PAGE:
Blood pressure variability (BPV) in older adults, particularly men, is associated with an increased risk of dementia and cognitive decline.
Blood pressure variability (BPV) in older adults, particularly men, is associated with an increased risk of dementia and cognitive decline, a new report from the long-term ASPirin in Reducing Events in the Elderly (ASPREE) study has revealed.
While hypertension in mid-life has previously been identified as a strong predictor of dementia in later life, recent data has suggested that more granular short and long-term fluctuations in blood pressure (BPV) are also an indicator of cognitive decline.
However, studies investigating BPV have typically involved younger people, older people already diagnosed with cognitive impairment, or used a single cognitive assessment tool to gauge cognitive acuity.
As such, researchers led by Associate Professor Joanne Ryan from the Monash School of Public Health and Preventive Medicine aimed to use the ‘uniquely suited’ ASPREE dataset to provide a ‘robust answer’ to the theory.
‘[In the study] a large cohort of participants underwent standardised blood pressure and cognition assessments, and they received long-term follow up,’ Associate Professor Ryan said.
‘Importantly, rather than just a single cognitive assessment tool, participants underwent a series of cognitive tests. This enabled us to capture detail on many facets of cognition and memory, including global cognition, delayed episodic memory, verbal fluency, and processing speed and attention.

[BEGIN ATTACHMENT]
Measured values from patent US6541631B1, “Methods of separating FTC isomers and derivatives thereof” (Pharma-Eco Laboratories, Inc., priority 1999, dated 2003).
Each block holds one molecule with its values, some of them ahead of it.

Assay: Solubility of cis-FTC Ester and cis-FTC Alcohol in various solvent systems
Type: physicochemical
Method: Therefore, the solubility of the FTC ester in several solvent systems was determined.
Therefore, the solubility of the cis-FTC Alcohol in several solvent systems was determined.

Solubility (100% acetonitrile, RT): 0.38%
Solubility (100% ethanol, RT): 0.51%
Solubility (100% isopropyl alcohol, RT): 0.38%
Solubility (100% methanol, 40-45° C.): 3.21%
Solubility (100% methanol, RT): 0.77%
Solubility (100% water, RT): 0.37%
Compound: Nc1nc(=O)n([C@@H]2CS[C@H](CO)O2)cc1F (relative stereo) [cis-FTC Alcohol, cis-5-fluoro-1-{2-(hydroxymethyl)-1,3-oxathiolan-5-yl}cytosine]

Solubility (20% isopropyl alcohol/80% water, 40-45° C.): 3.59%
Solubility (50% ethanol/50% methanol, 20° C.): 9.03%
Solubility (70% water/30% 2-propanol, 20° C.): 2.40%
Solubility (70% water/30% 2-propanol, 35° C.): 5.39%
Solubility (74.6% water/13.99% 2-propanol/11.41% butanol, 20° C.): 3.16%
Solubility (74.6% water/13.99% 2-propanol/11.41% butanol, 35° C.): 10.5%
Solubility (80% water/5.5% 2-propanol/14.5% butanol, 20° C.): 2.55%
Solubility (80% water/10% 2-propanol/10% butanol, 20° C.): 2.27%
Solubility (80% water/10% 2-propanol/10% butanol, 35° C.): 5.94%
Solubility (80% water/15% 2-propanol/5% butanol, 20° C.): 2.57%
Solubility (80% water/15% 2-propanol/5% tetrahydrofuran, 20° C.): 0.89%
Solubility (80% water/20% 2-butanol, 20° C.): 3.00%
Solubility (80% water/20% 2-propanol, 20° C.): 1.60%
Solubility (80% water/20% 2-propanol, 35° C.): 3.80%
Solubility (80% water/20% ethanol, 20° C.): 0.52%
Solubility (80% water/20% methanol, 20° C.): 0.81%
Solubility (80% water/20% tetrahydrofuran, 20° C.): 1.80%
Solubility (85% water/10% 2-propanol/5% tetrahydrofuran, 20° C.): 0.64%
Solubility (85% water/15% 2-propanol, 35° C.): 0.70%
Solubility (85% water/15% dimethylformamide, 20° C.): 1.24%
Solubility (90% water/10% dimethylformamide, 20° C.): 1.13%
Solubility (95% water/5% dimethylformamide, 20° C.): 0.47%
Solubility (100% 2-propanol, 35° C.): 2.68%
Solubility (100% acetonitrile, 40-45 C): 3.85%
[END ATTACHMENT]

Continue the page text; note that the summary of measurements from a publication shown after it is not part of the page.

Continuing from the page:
‘They also underwent a validated depression scale prior to each annual cognitive test, which is important because depression may have an impact on cognitive function.’
Data from 16,758 participants were included in the study, which involved researchers grouping participants at baseline (study entry) into three groups, based on BPV: low, medium and high. BPV was generally higher among women than men, but cognitive scores were similar across participants with low, medium and high BPV.
However, differences emerged over time; those in the highest BPV group were shown to be at significantly increased risk of incident dementia and cognitive decline compared with those in the lowest BPV group, while being male also increased the risk significantly.
And even though men also have a higher lifetime exposure than women to other known risk factors of cognitive decline, such as uncontrolled high blood pressure and smoking, the increased risk for men remained even when this was taken into account by the researchers.
Associate Professor Ryan says further study is needed to help determine the underlying reasons for the sex-specific differences, as is research into whether reducing BPV can preserve late-life cognitive function
‘While we don’t know for sure, it is tempting to speculate about the existence of different pathways towards cognitive decline in men and women,’ she said. ‘Or sex hormones such as oestrogen across a woman’s lifetime may have a protective effect for women.’
Associate Professor Ryan also said that ‘any opportunity’ to identify risk early and engage people in preventive therapies is ‘important’.
‘By around 2050 we believe that people aged 60 years and older will outnumber adolescents and youths,’ she said.
‘As an age‐related disease, and one with a notable lack of treatments, dementia will indefinitely remain a major public health priority.’